Good question. That issue is the subject of much debate and has recently been argued before the California Supreme Court in the Brinker case. The Court was presented with the question of whether an employer must require employees to take their breaks or merely make sure the breaks are made available to them. Recent cases have held that the breaks only need to be made available. We are waiting for a definitive answer which should be coming down soon.
They say you get what you pay for, and this response is free, so take it for what it is worth. This is my opinion based on very limited information. My opinion should not be taken as legal advice. For true advice, we would require a confidential consultation where I would ask you questions and get your complete story. This is a public forum, so remember, nothing here is confidential. Nor am I your attorney. I do not know who you are and you have not hired me to provide any legal service. To do so would require us to meet and sign written retainer agreement. My responses are intended for general information only.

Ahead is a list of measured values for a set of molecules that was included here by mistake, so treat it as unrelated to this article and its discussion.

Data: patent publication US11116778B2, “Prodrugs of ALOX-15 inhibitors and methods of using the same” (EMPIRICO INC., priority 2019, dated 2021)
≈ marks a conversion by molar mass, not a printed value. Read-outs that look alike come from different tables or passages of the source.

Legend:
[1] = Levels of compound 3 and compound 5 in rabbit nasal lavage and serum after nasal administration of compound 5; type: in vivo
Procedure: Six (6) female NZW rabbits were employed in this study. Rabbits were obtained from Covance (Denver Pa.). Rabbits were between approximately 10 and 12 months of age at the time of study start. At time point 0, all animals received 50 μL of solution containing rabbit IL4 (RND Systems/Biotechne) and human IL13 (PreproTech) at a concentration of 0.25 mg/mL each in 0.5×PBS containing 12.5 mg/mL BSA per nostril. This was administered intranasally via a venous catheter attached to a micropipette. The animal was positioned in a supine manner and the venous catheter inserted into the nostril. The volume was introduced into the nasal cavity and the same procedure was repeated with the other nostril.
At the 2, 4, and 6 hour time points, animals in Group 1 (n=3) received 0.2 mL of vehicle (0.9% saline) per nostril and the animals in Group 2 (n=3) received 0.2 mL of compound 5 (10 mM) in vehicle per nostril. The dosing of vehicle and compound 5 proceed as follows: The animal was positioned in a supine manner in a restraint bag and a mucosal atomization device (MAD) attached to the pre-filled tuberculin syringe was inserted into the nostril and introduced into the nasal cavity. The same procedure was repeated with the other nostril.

Attorney Kirschbaum is correct. We are all awaiting the California Supreme Court's decision on this very issue (Brinker International v. Superior Court).
In the meanwhile, your understanding of current California law is correct:
The information presented here is general in nature and is not intended, nor should be construed, as legal advice. This posting does not create any attorney-client relationship with the author (who is only admitted to practice law in the State of California). For specific advice about your particular situation, consult your own attorney.
Both Mr. Kirschbaum and Mr. Chen are correct . . . and so are you! The current state of the law in California is that an employer must provide a meal break of at least 30 minutes to every employee who works more than five hours in one workday. However, if the employee works no more than six hours in one workday, the employee can waive the meal break. An employer may not require or demand this waiver. If the employee works over six hours in one workday, then the employee may not waive the meal break.
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